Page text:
Microsoft Office Tutorials and References
In Depth Information
Lesson 24: Data Access with
dEfiniTions of dATABAsE TErMs
Because this lesson introduces concepts for external data access, there is more
descriptive theory about databases than actual code examples. In Lesson 29, you’ll
see several working examples of how Excel utilizes ADO and SQL in conjunction
with Access databases. If you are unfamiliar with database terminology, the
following definitions for common database terms might help you throughout this lesson.
A database is an organized collection of related information.
DAO (Data Access Objects) is a library of objects and their associated methods
and properties that can be used to represent objects in databases, enabling Excel to
interact directly with databases through VBA.
DBMS is an abbreviation for database management system. Popular examples of
database management systems include dBASE, Paradox, and Microsoft Access.
A field is a column in a list such as in an Excel worksheet or Access database that
describes a characteristic about records, such as first name or city.
ODBC (Open Database Connectivity) is a database standard that enables a
program to connect to and manipulate a data source, allowing a single user to access
many different databases.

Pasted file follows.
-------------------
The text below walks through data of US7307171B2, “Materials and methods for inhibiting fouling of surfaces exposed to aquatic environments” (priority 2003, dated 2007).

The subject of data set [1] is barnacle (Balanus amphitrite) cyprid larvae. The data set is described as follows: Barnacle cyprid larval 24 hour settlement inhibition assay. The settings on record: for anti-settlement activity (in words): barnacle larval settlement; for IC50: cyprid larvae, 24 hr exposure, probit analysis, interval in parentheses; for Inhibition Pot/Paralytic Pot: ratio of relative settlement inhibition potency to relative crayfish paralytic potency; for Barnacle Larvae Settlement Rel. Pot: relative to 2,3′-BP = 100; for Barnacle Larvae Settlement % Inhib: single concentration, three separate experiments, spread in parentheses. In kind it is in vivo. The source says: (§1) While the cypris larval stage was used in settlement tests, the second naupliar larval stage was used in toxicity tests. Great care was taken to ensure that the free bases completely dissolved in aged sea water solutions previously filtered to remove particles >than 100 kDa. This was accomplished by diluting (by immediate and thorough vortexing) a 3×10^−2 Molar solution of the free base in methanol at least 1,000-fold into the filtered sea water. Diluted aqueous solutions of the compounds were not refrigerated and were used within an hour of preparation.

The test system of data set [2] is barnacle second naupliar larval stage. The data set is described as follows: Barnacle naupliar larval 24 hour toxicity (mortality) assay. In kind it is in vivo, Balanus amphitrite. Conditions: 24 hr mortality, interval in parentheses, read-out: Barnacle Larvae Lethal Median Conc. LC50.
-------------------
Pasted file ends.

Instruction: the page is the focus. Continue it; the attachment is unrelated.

A primary key is one or more fields that determine the uniqueness of each record in
a database.
A query is a series of statements written in Structured Query Language to specify
the tables and fields you want to work with that add, modify, remove, or return
data from a database.
A record is a row of data in a table.
A recordset is one or more records (rows) of data derived from a table.
A relational database is a collection of data items organized as a set of formally
described tables from which data can be accessed or reassembled in many ways.
Prior to ADO, Microsoft’s primary recommended tool for accessing external
data was an interface called DAO, or Data Access Objects. The DAO interface
has become all but obsolete due to its limitations as compared to ADO, though
DAO is still supported by ADO. The two technologies share many of the same
code syntaxes but they are not the same in terms of flexibility and performance.
You still do have a choice between the two, but you’ll be much better served by
ADO, which is why it is covered in this topic.
 
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